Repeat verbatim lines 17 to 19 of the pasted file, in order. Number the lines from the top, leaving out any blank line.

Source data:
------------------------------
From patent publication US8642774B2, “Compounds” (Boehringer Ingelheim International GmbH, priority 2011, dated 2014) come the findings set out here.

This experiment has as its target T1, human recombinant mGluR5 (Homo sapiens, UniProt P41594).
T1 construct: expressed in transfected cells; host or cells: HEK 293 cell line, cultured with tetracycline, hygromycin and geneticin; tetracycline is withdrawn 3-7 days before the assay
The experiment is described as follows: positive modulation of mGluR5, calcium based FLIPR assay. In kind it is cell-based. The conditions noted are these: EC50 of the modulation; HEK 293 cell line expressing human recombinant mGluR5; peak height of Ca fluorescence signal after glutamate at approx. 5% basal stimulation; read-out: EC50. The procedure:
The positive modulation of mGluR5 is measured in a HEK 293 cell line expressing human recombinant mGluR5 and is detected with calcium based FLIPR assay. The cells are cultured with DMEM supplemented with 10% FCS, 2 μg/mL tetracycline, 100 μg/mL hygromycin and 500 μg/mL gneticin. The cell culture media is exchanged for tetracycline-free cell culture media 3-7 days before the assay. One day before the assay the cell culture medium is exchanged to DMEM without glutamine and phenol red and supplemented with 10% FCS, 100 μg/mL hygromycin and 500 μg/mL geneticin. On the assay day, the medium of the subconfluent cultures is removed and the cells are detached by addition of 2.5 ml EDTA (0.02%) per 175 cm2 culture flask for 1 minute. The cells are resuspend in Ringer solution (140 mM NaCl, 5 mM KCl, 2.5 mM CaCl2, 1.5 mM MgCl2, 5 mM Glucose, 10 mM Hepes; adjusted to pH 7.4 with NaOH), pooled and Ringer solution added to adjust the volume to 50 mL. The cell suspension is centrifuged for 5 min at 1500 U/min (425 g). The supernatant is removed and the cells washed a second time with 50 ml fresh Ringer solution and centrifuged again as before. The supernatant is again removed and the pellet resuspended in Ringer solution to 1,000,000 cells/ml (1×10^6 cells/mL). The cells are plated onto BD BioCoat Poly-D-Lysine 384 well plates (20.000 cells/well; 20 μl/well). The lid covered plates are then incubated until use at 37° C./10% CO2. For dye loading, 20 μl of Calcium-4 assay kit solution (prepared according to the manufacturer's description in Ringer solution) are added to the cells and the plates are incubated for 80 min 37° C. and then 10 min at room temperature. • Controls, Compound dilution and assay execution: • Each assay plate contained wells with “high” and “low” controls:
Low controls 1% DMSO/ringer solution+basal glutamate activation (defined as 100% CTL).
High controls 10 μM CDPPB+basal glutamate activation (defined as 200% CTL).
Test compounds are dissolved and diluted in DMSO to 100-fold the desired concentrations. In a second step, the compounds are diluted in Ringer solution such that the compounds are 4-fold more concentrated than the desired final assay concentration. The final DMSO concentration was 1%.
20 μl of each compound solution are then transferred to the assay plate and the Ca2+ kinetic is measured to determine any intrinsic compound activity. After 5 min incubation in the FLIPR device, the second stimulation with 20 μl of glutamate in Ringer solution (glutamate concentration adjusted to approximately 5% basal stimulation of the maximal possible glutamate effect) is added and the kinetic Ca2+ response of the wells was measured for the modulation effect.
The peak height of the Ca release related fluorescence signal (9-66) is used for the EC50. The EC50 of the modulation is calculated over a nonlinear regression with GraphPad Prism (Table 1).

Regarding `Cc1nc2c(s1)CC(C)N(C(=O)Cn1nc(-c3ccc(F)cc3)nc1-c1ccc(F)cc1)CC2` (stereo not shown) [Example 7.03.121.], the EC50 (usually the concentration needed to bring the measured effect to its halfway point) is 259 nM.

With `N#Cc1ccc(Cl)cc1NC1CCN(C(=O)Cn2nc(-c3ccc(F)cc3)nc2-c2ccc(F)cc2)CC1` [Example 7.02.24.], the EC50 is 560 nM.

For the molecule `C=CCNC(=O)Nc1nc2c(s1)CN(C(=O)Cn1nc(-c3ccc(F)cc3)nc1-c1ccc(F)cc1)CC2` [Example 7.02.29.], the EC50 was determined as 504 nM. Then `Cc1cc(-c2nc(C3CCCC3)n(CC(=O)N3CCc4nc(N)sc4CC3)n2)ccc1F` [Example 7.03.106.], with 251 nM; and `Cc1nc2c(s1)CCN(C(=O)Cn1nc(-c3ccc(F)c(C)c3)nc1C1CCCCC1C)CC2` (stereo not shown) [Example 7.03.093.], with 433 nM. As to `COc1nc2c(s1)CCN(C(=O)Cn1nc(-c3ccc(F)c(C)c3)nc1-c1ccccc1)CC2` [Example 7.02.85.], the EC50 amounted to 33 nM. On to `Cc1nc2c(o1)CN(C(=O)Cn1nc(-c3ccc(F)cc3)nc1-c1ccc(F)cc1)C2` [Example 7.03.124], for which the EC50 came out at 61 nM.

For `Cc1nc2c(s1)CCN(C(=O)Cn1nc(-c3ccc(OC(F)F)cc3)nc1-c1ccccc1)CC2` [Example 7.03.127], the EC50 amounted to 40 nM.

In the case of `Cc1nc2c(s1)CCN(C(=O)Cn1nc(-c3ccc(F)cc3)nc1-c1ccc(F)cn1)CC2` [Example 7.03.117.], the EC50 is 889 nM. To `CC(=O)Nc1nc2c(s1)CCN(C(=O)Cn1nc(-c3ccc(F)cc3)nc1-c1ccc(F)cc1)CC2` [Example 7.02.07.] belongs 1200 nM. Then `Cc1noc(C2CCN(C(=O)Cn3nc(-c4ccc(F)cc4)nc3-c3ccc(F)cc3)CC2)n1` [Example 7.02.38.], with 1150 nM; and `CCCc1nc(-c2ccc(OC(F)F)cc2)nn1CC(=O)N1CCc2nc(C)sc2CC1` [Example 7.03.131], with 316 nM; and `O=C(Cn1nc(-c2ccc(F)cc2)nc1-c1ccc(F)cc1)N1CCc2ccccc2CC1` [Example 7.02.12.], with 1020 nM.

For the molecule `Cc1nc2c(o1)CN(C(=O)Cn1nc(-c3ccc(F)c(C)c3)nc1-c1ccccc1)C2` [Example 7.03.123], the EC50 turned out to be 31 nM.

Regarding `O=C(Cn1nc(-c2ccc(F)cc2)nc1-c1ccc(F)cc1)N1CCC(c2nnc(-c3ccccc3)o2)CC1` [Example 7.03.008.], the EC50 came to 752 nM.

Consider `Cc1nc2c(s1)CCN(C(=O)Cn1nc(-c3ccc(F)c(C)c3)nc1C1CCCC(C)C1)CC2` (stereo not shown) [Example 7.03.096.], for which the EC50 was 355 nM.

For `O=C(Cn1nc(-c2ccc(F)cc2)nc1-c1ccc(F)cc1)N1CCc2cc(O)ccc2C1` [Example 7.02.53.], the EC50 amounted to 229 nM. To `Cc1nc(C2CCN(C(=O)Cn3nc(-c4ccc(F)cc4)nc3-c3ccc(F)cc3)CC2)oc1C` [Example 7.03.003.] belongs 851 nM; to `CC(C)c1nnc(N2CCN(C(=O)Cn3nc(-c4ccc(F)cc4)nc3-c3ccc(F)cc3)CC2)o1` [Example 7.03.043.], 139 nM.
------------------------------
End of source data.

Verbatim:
Regarding `O=C(Cn1nc(-c2ccc(F)cc2)nc1-c1ccc(F)cc1)N1CCC(c2nnc(-c3ccccc3)o2)CC1` [Example 7.03.008.], the EC50 came to 752 nM.

Consider `Cc1nc2c(s1)CCN(C(=O)Cn1nc(-c3ccc(F)c(C)c3)nc1C1CCCC(C)C1)CC2` (stereo not shown) [Example 7.03.096.], for which the EC50 was 355 nM.

For `O=C(Cn1nc(-c2ccc(F)cc2)nc1-c1ccc(F)cc1)N1CCc2cc(O)ccc2C1` [Example 7.02.53.], the EC50 amounted to 229 nM. To `Cc1nc(C2CCN(C(=O)Cn3nc(-c4ccc(F)cc4)nc3-c3ccc(F)cc3)CC2)oc1C` [Example 7.03.003.] belongs 851 nM; to `CC(C)c1nnc(N2CCN(C(=O)Cn3nc(-c4ccc(F)cc4)nc3-c3ccc(F)cc3)CC2)o1` [Example 7.03.043.], 139 nM.